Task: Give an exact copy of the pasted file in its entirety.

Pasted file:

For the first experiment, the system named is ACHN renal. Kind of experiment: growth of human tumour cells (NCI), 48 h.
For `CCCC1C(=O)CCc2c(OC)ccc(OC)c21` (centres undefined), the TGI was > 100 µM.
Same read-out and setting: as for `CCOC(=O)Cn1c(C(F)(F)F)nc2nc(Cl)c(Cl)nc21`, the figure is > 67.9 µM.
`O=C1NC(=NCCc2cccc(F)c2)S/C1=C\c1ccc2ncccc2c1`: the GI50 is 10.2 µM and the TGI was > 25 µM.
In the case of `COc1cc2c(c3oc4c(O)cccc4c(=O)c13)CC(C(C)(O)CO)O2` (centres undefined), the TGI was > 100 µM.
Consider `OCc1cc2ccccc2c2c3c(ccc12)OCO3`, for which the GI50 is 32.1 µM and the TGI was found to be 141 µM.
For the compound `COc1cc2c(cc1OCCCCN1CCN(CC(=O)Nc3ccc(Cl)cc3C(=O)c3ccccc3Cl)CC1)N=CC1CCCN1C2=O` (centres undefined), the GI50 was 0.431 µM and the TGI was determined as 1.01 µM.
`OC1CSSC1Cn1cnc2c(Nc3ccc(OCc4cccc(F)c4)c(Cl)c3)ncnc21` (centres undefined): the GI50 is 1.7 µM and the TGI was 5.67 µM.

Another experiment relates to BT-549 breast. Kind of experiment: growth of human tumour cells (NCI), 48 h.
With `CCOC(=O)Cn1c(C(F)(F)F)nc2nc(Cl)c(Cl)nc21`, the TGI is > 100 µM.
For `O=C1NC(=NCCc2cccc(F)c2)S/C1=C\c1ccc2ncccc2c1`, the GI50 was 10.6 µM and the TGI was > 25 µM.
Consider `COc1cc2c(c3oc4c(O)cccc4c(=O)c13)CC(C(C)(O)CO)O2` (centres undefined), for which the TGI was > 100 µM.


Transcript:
For the first experiment, the system named is ACHN renal. Kind of experiment: growth of human tumour cells (NCI), 48 h.
For `CCCC1C(=O)CCc2c(OC)ccc(OC)c21` (centres undefined), the TGI was > 100 µM.
Same read-out and setting: as for `CCOC(=O)Cn1c(C(F)(F)F)nc2nc(Cl)c(Cl)nc21`, the figure is > 67.9 µM.
`O=C1NC(=NCCc2cccc(F)c2)S/C1=C\c1ccc2ncccc2c1`: the GI50 is 10.2 µM and the TGI was > 25 µM.
In the case of `COc1cc2c(c3oc4c(O)cccc4c(=O)c13)CC(C(C)(O)CO)O2` (centres undefined), the TGI was > 100 µM.
Consider `OCc1cc2ccccc2c2c3c(ccc12)OCO3`, for which the GI50 is 32.1 µM and the TGI was found to be 141 µM.
For the compound `COc1cc2c(cc1OCCCCN1CCN(CC(=O)Nc3ccc(Cl)cc3C(=O)c3ccccc3Cl)CC1)N=CC1CCCN1C2=O` (centres undefined), the GI50 was 0.431 µM and the TGI was determined as 1.01 µM.
`OC1CSSC1Cn1cnc2c(Nc3ccc(OCc4cccc(F)c4)c(Cl)c3)ncnc21` (centres undefined): the GI50 is 1.7 µM and the TGI was 5.67 µM.

Another experiment relates to BT-549 breast. Kind of experiment: growth of human tumour cells (NCI), 48 h.
With `CCOC(=O)Cn1c(C(F)(F)F)nc2nc(Cl)c(Cl)nc21`, the TGI is > 100 µM.
For `O=C1NC(=NCCc2cccc(F)c2)S/C1=C\c1ccc2ncccc2c1`, the GI50 was 10.6 µM and the TGI was > 25 µM.
Consider `COc1cc2c(c3oc4c(O)cccc4c(=O)c13)CC(C(C)(O)CO)O2` (centres undefined), for which the TGI was > 100 µM.